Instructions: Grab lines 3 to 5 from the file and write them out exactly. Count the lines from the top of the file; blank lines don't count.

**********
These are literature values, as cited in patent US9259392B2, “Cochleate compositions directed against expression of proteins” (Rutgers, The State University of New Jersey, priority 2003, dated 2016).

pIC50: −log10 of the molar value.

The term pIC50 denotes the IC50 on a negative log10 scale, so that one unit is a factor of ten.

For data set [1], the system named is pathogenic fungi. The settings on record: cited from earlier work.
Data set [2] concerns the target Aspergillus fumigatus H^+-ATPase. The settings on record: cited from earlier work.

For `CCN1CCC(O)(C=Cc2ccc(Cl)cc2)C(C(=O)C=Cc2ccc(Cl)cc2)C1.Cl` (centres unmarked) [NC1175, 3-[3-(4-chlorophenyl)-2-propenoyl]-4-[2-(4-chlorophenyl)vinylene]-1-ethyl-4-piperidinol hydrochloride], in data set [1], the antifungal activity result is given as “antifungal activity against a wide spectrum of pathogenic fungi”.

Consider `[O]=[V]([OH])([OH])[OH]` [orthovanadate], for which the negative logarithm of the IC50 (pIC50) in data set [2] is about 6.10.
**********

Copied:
The term pIC50 denotes the IC50 on a negative log10 scale, so that one unit is a factor of ten.

For data set [1], the system named is pathogenic fungi. The settings on record: cited from earlier work.
Data set [2] concerns the target Aspergillus fumigatus H^+-ATPase. The settings on record: cited from earlier work.